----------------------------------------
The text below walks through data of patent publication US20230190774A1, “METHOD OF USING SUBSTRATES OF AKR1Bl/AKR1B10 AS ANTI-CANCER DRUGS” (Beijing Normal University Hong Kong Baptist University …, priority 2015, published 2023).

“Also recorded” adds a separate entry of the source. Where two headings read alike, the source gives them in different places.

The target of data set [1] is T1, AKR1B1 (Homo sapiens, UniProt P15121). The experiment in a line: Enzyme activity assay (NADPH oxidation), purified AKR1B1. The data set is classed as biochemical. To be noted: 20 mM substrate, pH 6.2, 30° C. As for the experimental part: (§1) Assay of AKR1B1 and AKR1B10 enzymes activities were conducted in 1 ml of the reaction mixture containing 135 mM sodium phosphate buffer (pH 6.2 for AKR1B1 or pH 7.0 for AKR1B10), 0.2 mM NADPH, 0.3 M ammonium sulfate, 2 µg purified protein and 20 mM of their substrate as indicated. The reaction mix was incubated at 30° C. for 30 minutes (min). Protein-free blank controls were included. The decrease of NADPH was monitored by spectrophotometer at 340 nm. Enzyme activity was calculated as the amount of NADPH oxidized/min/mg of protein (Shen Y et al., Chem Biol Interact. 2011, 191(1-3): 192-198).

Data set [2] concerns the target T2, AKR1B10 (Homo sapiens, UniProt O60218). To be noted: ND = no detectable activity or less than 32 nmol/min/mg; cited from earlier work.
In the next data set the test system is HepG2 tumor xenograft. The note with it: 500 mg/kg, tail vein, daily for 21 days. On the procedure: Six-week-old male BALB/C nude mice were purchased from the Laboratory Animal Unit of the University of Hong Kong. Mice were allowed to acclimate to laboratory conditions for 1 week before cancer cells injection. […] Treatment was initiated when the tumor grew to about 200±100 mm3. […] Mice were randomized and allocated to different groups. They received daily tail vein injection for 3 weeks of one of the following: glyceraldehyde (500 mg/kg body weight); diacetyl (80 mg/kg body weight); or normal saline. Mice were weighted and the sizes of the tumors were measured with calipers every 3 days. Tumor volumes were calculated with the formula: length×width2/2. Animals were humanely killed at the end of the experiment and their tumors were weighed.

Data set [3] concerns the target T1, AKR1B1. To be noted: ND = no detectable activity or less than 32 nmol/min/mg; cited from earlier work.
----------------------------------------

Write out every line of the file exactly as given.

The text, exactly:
The text below walks through data of patent publication US20230190774A1, “METHOD OF USING SUBSTRATES OF AKR1Bl/AKR1B10 AS ANTI-CANCER DRUGS” (Beijing Normal University Hong Kong Baptist University …, priority 2015, published 2023).

“Also recorded” adds a separate entry of the source. Where two headings read alike, the source gives them in different places.

The target of data set [1] is T1, AKR1B1 (Homo sapiens, UniProt P15121). The experiment in a line: Enzyme activity assay (NADPH oxidation), purified AKR1B1. The data set is classed as biochemical. To be noted: 20 mM substrate, pH 6.2, 30° C. As for the experimental part: (§1) Assay of AKR1B1 and AKR1B10 enzymes activities were conducted in 1 ml of the reaction mixture containing 135 mM sodium phosphate buffer (pH 6.2 for AKR1B1 or pH 7.0 for AKR1B10), 0.2 mM NADPH, 0.3 M ammonium sulfate, 2 µg purified protein and 20 mM of their substrate as indicated. The reaction mix was incubated at 30° C. for 30 minutes (min). Protein-free blank controls were included. The decrease of NADPH was monitored by spectrophotometer at 340 nm. Enzyme activity was calculated as the amount of NADPH oxidized/min/mg of protein (Shen Y et al., Chem Biol Interact. 2011, 191(1-3): 192-198).

Data set [2] concerns the target T2, AKR1B10 (Homo sapiens, UniProt O60218). To be noted: ND = no detectable activity or less than 32 nmol/min/mg; cited from earlier work.
In the next data set the test system is HepG2 tumor xenograft. The note with it: 500 mg/kg, tail vein, daily for 21 days. On the procedure: Six-week-old male BALB/C nude mice were purchased from the Laboratory Animal Unit of the University of Hong Kong. Mice were allowed to acclimate to laboratory conditions for 1 week before cancer cells injection. […] Treatment was initiated when the tumor grew to about 200±100 mm3. […] Mice were randomized and allocated to different groups. They received daily tail vein injection for 3 weeks of one of the following: glyceraldehyde (500 mg/kg body weight); diacetyl (80 mg/kg body weight); or normal saline. Mice were weighted and the sizes of the tumors were measured with calipers every 3 days. Tumor volumes were calculated with the formula: length×width2/2. Animals were humanely killed at the end of the experiment and their tumors were weighed.

Data set [3] concerns the target T1, AKR1B1. To be noted: ND = no detectable activity or less than 32 nmol/min/mg; cited from earlier work.